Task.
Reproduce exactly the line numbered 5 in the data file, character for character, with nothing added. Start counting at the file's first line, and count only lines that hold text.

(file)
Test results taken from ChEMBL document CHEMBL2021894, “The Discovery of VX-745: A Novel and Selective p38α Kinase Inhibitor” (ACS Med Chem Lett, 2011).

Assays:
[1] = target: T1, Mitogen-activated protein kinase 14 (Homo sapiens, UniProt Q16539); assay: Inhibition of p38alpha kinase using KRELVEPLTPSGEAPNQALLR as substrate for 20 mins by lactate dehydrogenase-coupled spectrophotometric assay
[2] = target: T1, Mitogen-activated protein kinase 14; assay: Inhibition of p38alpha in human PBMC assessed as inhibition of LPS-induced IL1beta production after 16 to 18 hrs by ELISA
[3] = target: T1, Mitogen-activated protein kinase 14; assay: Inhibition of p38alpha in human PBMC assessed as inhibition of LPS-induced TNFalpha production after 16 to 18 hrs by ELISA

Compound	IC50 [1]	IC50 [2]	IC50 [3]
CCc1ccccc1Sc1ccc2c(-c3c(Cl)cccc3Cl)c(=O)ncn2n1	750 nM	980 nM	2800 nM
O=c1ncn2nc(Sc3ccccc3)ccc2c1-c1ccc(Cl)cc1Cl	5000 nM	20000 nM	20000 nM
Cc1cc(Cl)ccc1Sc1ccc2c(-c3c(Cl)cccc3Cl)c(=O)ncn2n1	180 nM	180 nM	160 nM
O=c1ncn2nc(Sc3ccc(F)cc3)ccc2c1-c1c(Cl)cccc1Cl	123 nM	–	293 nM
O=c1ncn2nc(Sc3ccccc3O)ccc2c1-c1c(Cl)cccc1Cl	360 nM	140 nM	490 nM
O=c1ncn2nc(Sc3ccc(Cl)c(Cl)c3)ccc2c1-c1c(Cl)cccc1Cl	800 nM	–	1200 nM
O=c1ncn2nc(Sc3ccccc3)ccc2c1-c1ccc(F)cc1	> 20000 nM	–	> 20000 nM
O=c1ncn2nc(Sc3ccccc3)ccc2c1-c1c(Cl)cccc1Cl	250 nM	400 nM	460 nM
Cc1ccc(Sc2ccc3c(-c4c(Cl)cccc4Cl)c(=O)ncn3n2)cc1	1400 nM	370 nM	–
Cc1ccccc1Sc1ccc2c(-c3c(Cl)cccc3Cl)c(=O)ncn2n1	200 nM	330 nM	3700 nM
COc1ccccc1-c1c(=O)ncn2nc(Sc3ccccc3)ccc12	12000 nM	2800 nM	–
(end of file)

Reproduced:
[3] = target: T1, Mitogen-activated protein kinase 14; assay: Inhibition of p38alpha in human PBMC assessed as inhibition of LPS-induced TNFalpha production after 16 to 18 hrs by ELISA